Truckers, move on over.
A Washington County commissioner is floating a proposal to create a freight-only lane down the median of Interstate 94 past Woodbury, Oakdale and Lake Elmo. The idea is that the parade of big trucks entering Minnesota from the east, or leaving the Twin Cities from the west, would travel on dedicated lanes to create a pipeline of commerce, freeing room on other lanes for commuters, shoppers and travelers.
"We're calling it the Gateway Corridor but it's almost the freightway corridor," said Commissioner Lisa Weik, who wants a study of how truck lanes might work from the St. Croix River to Woodbury, and possibly west to St. Paul.
But Adam Josephson, east area manager for the Minnesota Department of Transportation, said truck traffic along that stretch isn't as heavy as Weik might think, accounting for only about 8 percent of total vehicles.
In some southern states, he said, trucks number fully a third of total freeway traffic.
Weik countered that she's looking toward the future.
"Could we see a 60 percent increase in the next two decades in truck traffic in Woodbury?" she said. "Do we all of a sudden become a magnet for big rigs and don't have the capacity on east I-94?"
Commerce in the Gateway Corridor -- a title that political and business leaders have anointed on east I-94 to promote a public transit study -- is expected to grow substantially in the next 20 years. Woodbury has a plan to develop hundreds of acres along the freeway into a business district, and the number of commuters driving into St. Paul and Minneapolis from the east has multiplied in recent years.
The new "alternatives analysis" study that begins this month will measure the need for transit along the corridor, whether on buses or trains. It will examine potential ridership, where transit lines could be built, what it would cost, and what residents think should be done.
An estimated 90,000 vehicles a day travel I-94 in the east metro, building to about 150,000 a day near downtown St. Paul. Big trucks range from 7,200 a day in that stretch to about 8,290.
"We keep hearing about transit and ridership and growth ... but what about business and commerce?" said Weik, a member of the Gateway Corridor Commission. The "golden mile" of businesses along the freeway in Woodbury will attract even more truck traffic in the future, she said, and "the actions we take now will set the stage for the future."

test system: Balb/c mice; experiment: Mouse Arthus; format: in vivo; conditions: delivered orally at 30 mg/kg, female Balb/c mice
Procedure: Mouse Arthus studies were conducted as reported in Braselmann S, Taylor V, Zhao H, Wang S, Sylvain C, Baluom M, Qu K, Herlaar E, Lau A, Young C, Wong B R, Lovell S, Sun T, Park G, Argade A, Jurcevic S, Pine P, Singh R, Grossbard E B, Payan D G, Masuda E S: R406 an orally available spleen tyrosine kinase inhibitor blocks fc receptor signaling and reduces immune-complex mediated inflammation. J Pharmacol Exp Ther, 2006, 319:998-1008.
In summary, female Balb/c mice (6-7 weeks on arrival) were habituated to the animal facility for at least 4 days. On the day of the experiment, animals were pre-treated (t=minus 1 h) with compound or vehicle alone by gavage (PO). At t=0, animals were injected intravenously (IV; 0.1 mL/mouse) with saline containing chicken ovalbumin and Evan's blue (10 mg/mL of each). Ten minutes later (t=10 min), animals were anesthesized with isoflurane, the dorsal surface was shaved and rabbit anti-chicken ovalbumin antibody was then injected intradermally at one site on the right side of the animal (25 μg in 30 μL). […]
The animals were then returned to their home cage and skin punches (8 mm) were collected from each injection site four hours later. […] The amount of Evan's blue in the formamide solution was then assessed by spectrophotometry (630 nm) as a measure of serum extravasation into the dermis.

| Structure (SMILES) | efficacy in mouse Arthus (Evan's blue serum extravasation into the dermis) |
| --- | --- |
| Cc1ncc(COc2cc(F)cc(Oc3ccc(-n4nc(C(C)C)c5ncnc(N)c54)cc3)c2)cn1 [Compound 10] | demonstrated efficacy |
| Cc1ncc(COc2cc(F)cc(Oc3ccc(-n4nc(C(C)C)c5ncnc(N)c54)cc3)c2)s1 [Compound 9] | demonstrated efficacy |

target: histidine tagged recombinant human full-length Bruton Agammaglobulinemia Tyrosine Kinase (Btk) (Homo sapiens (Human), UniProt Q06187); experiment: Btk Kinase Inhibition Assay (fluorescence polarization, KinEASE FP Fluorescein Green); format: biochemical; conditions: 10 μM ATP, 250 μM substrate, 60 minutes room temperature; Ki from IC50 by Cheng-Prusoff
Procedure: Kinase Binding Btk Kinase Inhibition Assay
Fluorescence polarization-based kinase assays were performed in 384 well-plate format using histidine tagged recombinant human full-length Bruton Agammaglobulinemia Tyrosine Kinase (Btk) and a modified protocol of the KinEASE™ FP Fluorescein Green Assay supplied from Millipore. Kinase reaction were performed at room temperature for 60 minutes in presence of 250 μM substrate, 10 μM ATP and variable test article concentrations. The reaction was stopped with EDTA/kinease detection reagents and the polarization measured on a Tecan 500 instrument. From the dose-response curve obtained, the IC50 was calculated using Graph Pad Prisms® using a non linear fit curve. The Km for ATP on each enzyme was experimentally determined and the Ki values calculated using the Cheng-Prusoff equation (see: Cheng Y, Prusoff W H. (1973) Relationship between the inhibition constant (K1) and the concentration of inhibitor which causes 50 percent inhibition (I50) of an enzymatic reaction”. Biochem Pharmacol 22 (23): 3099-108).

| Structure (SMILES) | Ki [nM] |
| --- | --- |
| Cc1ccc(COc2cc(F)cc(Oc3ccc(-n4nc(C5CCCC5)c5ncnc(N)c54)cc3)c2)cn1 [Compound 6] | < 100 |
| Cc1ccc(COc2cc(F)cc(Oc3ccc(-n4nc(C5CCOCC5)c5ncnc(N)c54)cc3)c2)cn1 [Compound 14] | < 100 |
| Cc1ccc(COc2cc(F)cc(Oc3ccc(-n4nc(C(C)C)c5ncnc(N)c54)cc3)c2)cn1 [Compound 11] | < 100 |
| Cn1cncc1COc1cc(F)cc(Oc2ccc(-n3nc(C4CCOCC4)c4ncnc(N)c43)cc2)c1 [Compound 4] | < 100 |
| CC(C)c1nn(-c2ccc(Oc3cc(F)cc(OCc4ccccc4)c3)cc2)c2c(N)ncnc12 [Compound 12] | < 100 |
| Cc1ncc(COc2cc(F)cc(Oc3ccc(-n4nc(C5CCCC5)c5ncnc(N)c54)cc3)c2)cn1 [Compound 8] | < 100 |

Truck traffic in Minnesota will nearly double by 2030, said Bill Gardner, director of the Minnesota Office of Freight and Commercial Vehicle Operations. Some of those semi loads will move aboard train flatcars, he said, but roads will see significant increases in big trucks as well.
Congestion on Twin Cities freeways slows the trucking industry as much as anyone else because Minnesota doesn't have dedicated truck lanes anywhere, Gardner said.
"Truckers try to avoid the rush hour as much as they can," he said.
A trucks-only proposal wouldn't be practical or safe in relatively short distances where trucks frequently merge in and out of dedicated lanes, he said. Other logistical questions include whether truckers would pay a toll to use the lanes, or would be required to use the dedicated lanes, he said.
John Hausladen, president of the Minnesota Trucking Association, applauds Weik for including the trucking industry in the east-metro transportation discussion, but cautions that the dedicated-lane concept might be unworkable.
Truckers have reservations
"On principle, we'd probably have some reservations from the get-go," he said. Truckers would object to possible tolls because they already pay their share of highway costs through fuel taxes at the pump, he said, and "we don't like this idea of being forced into truck-only lanes."
Josephson said that MnDOT officials now are considering, at Weik's request, a study to determine the feasibility of special lanes for trucks.
Most commuters still own cars, Weik said, and "our freeway system hasn't kept up." Even with public transit someday humming along the I-94 corridor, she said, transportation planners will have to consider the consequences of a growing number of cars and trucks.
Weik said she's not ready to weigh the pricetag on a trucks-only lane, which she said could be financed with federal funds. First, she said, researchers should consider the need.
"I realize the costs are high," she said.
Josephson said new highways now cost from $2 million to $4 million per lane mile. Portions with bridges and interchanges range from $20 million to $100 million per lane mile, he said.
"You can spend a lot of money pretty quick," he said.
Kevin Giles • 651-735-3342